Spreadbetting for a friend

jls483

Active member
173 0
I know that spreadbets are tax free.

Let's imagine that I am making a packet with spreadbets and my mate wants a piece of the action.

He doubles the balance of my spreadbet account, I double my stakes and carry on. After a year the account has again doubled and he has to pull out of the scheme to buy a yacht. I give him 45% of the balance of my account and half my stakes, keeping 5% to compensate for all my efforts.

Are the profits that he has made tax free? Is the 5% I took in compensation tax free or is it income and liable for income tax?

Many thanks for any advice.

John.
 

MCGF

Well-known member
339 0
Why worry urself over this?

They aint gonna come after the money realistically are they!
 

jls483

Active member
173 0
What about if I have 25 mates, a million under management and making returns of 20% a year? At some point they are going to start to worry about it.

I also sleep better at night when I fill my tax return in honestly.
I don't jump every time the phone rings or a man in a suit knocks on the door!

John.
 

MCGF

Well-known member
339 0
Why the desperation to give away the money u have earned?

U wanna send in an honest tax return? the people who make up tax laws and collect it are the most dishonest people in the world

Maybe in the 25 mates circumstance u might have cause for concern but if it just one mate and a small percentage ur being a bit daft and making a mountain out of a molehill
 

eminem

Active member
185 1
I think you are tax free in all of this - its your account and what you make in it and what you do with the proceeds is your business (IR tax issues aside). Its your mate that needs to be careful.

There will be a paper trail from him to you and back to him again. He would need to convince the IR that the money trail came by way of gambling profits to avoid and tax and that would involve you but probably not implicate you from a tax perspective. The revenue may argue that your mate had made a capital gain (gave away/invested X and received Y back) and tax him accordingly and your mate would probably be wise to accept that rather than get into a messy fight with the IR (as the IR may probe other aspects of his income)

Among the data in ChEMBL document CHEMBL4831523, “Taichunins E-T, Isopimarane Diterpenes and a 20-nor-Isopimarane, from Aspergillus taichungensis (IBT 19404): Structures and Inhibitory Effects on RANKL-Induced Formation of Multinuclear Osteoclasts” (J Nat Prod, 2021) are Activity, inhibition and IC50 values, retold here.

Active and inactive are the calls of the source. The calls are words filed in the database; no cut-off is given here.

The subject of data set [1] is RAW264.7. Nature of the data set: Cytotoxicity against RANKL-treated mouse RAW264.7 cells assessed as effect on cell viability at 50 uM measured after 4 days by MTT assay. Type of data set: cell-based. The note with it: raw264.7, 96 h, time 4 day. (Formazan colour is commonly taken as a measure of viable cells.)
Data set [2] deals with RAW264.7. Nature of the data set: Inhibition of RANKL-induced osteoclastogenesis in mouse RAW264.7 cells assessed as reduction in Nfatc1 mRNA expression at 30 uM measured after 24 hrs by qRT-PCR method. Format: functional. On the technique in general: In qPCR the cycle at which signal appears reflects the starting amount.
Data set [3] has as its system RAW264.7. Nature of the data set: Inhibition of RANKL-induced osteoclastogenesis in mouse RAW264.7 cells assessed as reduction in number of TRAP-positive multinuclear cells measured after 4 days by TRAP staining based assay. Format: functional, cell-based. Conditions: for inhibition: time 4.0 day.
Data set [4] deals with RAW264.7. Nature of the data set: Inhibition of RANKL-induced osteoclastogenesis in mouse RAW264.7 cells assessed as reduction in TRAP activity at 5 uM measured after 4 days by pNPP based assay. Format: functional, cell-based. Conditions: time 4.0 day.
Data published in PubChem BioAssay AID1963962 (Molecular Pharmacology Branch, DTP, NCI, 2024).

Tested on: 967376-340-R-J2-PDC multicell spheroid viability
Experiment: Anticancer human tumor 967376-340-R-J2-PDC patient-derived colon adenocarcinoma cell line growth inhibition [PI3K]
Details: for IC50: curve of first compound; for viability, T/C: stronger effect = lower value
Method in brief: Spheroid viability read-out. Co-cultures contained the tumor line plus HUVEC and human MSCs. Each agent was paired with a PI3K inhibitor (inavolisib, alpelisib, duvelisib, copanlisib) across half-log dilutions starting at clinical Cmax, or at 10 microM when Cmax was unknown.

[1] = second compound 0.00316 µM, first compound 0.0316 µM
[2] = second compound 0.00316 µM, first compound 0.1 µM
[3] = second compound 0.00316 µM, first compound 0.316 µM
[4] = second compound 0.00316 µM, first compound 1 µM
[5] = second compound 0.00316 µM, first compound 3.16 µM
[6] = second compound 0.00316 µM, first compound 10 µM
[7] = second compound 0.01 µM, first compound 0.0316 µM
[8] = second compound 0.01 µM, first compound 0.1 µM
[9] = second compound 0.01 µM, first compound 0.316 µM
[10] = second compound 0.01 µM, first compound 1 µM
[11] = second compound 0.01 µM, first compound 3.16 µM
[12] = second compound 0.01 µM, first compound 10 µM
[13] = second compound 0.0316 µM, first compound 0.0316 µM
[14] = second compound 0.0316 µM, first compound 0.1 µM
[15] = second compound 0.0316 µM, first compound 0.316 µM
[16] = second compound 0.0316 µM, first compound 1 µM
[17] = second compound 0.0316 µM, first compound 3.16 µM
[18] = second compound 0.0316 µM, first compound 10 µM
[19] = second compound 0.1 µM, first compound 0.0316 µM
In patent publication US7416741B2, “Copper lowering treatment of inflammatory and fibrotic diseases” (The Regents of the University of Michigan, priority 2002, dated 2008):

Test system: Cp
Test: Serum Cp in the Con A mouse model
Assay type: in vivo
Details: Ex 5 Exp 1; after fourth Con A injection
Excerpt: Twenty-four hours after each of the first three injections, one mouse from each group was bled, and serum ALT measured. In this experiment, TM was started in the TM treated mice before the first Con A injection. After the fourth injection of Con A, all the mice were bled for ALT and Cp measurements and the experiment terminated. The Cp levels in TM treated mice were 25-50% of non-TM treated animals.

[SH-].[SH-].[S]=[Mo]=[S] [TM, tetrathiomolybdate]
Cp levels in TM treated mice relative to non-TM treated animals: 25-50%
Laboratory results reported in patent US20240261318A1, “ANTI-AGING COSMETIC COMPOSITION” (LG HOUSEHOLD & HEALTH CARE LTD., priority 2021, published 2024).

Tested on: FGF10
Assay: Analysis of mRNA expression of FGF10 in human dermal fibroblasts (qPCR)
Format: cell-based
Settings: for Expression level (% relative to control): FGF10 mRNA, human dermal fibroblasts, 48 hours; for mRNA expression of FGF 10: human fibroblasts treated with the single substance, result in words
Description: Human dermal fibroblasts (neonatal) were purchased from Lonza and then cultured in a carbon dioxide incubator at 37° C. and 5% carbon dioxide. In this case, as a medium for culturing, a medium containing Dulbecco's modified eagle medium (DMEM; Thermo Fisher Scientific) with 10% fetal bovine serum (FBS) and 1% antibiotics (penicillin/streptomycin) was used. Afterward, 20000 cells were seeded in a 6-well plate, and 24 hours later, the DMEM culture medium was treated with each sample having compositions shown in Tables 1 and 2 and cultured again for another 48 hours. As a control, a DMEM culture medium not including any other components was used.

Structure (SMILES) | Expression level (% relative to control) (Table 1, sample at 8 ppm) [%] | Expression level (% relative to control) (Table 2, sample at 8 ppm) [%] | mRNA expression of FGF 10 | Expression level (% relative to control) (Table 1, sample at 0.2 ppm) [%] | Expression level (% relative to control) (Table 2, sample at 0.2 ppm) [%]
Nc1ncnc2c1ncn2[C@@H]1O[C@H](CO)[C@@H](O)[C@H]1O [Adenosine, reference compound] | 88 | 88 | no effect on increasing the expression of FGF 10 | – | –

You on the other hand have an SB account and all profits from it are tax free irrespective of the 5% mangagement charge, there is no need to account for that seperately.

All just my opinion of course ;)
 

MCGF

Well-known member
339 0
I understand his seeking advice-i think tho if he feels the need to keep getting onto authorative bodies in this way hes only going to open up a can of worms for himself
 

jls483

Active member
173 0
ok - the situation is closer to the 25 mates - I just metioned one mate to keep the example simple.

I'm not desparate to give away any of the money that I have earned - but that is the law. Taxes aren't such a bad thing - we'd been in a messy if nobody paid any.

Anyway - this is not a thread about the ethics of taxation - it is a theoretical question about taxes on spreadbets that neither of us seems to have the answer to.

John.
 

MCGF

Well-known member
339 0
Yeah your right

The problem is there is too many rules and regulations which the average person cant understand!
 

Trader333

Moderator
8,640 969
jls483,

You could give the money as a gift which is free from tax as long as you survive for more than 7 years.


Paul
 

MCGF

Well-known member
339 0
Lol-u might need some protection!
 

jls483

Active member
173 0
Thanks Trader333,

I thought there was a limit of about £1000 a year on tax free gifts?

John.
 

Trader333

Moderator
8,640 969
My understanding is that there is no limit as long as you survive 7 years or more but this may have changed.


Paul
 

hellvellen

Newbie
2 0
7 year rule applies to Inheritance Tax not Income or Capital Gains.

Tax is not your biggest problem.

By accepting deposits on behalf of mates (investors) you are breaking very serious Banking laws. Remember spread betting is regulated by FSA and therefore to do what you propose you would also require regulation.

You would also need to segregate client money from your own funds and carry indemnity insurance.

There's more but I trust that is enough for the present.

Hellvellen

(FSA registered financial advisor)
 

ChartMan

Legendary member
5,580 46
Simple solution- get all you mates to open SB accounts, and you hit the buttons on all of them.... that 45% you gave away will be taxable income to the recipient, whether it would be income or a capital gain is a question..
 

peedee

1
341 0
I would have thought that all the money is 'betting' money, betting is tax free, i thought it was that simple. I've read other threads on here about the subject of spread 'betting' and other threads where people are always quoting FSA this FSA that, what i'm trying to say is that surely all these spread 'betting' companies that put so much effort into the 'sales pitch' of 'no tax' would not be able to if it was not authorised by the FSA. PeeDee.
 
 
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